How would you describe the aesthetic of Goose Studios? Who do you envision wearing your brand?
The Goose Studios aesthetic is a laid back, relaxed style that is crying out to be paired up with your favourite pair of jeans, a well-loved pair of Veja’s and a workwear jacket thrown over the top.
We’re not trying to be the latest trend. Instead Goose Studios always aims to make styles that become your absolute go-to favourite and get a whole lot of love. We’re all about throw on and smile fashion.
All our clothing is made to stand up to the good times. Whether that’s a weekend away up to Edinburgh where you’re scrambling up hills and cosying up in pubs or if you’re out and about in Brighton dancing the night away to some disco classics - you can count on Goose Studios to keep you looking right at home and to make sure it’s only you that’s worn out at the end of the night!
We’ve always been a unisex fashion brand too as we’re still yet to meet anyone who feels out of place throwing on one of our relaxed organic tees, styling it out a little oversized over some light wash jeans and a pair of vans, or tucked into some high-waist cords and a pair of DM’s. And who doesn’t love to cosy up in a super soft organic cotton sweatshirt on a Sunday morning?
How do you work to maintain transparency and accountability in your supply chain?
We’ve always been big believers in partnering with large suppliers who are globally renowned for being accountable. As a small brand that started out without any real experience of the fashion industry we’re realists in understanding that we can’t afford or really know where best to look for small-scale garment manufacturing partners that we could constantly monitor ourselves.
So we choose to go with large suppliers that are consistently found to be ‘Leaders’ in transparent, accountable and ethical production by the Fair Wear foundation. As well as providing certifications for organic cotton by the Global Organic Textile Standard and chemical standards through OEKO-TEX.
While certifications all sound rather boring, each one of them gives us the confidence from independent organisations that our suppliers run their businesses in a way we, and our customers, respect and value.
Happily we do screen print (using water-based inks) all our printed garments using our friends Steve and Craig down at Memory Screen Print Studio in Bath, here in the UK.
With Steve and Craig we’re able to see exactly what’s going on by going down there ourselves, sharing a beer, talking through business and checking-in with how life’s going.
It’s great to be able support another small business, not just through money, but also exchanging advice on marketing and designs too!
What does it mean to be a member of the Fair Wear foundation?
By making sure our key suppliers are members of the Fair Wear foundation there’s international recognition of their commitment to implementing businesses practices that focus on improving working conditions within the garment industry.
a.k.a, it means they’re pretty ace!
The Fair Wear foundation is built on collaboration between the Fair Wear foundation and its members on a Code of Labour Practices that’s based on internationally recognised standards. These include making sure employment is freely chosen and not forced, there’s no exploitation of child labour, workers are free to choose trade unions, there are safe and healthy working conditions…and many more good things.
To make sure members are meeting this Code of Labour Practices, the Fair Wear foundation completes audits in garment factories where members are performance reviewed. At the end of this annual review, there’s not just a report at the end, but a concrete action plan for any improvements with a clear time frame for execution.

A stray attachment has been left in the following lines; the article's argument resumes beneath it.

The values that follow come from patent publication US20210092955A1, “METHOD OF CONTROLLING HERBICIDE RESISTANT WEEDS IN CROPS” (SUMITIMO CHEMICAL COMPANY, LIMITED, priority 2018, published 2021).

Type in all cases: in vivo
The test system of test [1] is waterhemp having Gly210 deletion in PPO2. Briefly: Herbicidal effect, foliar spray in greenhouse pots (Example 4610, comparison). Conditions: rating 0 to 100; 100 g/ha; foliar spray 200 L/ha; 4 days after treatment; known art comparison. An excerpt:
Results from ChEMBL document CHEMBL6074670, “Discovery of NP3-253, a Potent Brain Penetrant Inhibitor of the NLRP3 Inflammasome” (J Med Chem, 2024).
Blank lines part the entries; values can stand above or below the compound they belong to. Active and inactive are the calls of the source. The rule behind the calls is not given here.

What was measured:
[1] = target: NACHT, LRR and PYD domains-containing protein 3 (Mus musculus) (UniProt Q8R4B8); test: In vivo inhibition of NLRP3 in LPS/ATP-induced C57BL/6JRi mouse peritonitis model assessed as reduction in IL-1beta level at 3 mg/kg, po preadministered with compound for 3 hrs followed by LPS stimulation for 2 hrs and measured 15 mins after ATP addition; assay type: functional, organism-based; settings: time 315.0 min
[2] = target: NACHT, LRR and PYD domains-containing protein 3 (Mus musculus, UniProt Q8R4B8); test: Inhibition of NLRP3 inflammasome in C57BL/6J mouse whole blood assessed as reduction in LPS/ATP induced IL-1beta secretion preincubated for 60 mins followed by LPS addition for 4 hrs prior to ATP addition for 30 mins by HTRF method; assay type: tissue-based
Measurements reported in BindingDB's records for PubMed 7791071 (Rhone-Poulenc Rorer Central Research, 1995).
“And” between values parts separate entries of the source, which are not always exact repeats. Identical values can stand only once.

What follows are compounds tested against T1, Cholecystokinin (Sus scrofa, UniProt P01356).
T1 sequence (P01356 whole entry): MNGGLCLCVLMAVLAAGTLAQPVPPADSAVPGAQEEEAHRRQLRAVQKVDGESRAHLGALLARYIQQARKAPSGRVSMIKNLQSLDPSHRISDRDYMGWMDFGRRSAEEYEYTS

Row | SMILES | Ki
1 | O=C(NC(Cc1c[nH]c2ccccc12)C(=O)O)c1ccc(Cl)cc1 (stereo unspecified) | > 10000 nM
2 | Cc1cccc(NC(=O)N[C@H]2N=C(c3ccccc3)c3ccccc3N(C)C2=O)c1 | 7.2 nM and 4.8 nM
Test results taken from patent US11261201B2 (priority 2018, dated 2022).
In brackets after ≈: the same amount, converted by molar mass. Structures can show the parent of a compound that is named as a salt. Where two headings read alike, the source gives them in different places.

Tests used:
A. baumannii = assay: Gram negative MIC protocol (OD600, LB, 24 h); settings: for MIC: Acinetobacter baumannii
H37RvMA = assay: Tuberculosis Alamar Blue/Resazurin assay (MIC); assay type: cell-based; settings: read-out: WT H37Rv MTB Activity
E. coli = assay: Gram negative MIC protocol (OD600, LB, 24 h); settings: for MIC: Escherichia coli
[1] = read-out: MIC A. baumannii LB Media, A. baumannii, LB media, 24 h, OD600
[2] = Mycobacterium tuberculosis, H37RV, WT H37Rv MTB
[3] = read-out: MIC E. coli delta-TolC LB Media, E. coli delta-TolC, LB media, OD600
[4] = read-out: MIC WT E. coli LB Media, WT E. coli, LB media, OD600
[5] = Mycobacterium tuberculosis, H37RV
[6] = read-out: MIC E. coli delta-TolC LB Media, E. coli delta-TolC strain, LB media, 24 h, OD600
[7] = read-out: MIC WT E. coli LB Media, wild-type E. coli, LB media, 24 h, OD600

The Fair Wear foundation also offers complaint helplines for garment workers who feel any of their rights are being violated, as well as providing a workplace education programme. This programme raises awareness about worker’s rights, what it means to have safe and healthy working conditions and how to make improvements.
All of this is something we could never achieve as a small brand by ourselves, which is why we feel it’s vital to make the most of suppliers who are members of such a great foundation.
How can we encourage mainstream shoppers to understand the impacts of their wardrobe choices?
Great question! And a big question!
I think the media have a big role to play – in the UK the impact of David Attenborough’s Blue Planet II documentary and Stacey Dooley’s fast fashion documentary have really helped to show shoppers the unseen impacts of their consumption. Taking the unseen impacts of manufacture and exposing them via our visible mainstream media is so important.
Also as shoppers it can be quite hard to understand abstract percentages of how much better one thing is than another. Instead of e.g. telling shoppers “this uses 50% less Blue water” we should explain in it in comparative terms – “this is the equivalent of saving a 25m swimming pool of water that communities use for daily life”. I feel it’s then a lot easier to be “omg that’s a sh**load of water, I should definitely choose the less impactful alternative”.
How would you like to see Goose Studios expand in the future?
We’d love Goose Studios to become the go-to brand for affordable workwear-inspired sustainable style.
We’d like to reach a scale that means we’re having a serious positive impact on changing the fashion industry. It would be so ace to have a large audience choose Goose Studios instead of an unsustainable alternative.
I think lots of sustainable brands see staying small as being the most sustainable option. But at the same time we need to take on the large, old, unsustainable brands that have made the fashion industry the second most polluting industry on the planet. To do that, we need to be big enough to either take them on, or at least threaten them enough so they change to a more sustainable.
In the more near term, we’d love to make some clothing that goes below the waist! We’ve spend 3 years making fab relaxed tees and sweatshirts that it’s about time we started making some ace trousers! We also really like the durable workwear-vibe casualwear, so hopefully more of that is on the horizon.
Finally, we have a big commitment so staying sustainable and affordable. We really want to continue down this route, so everyone has the chance to afford to be sustainable! Price is so often the reason an unsustainable consumer choice is chosen over a more sustainable one. We want to make sure this doesn’t have to happen in fashion.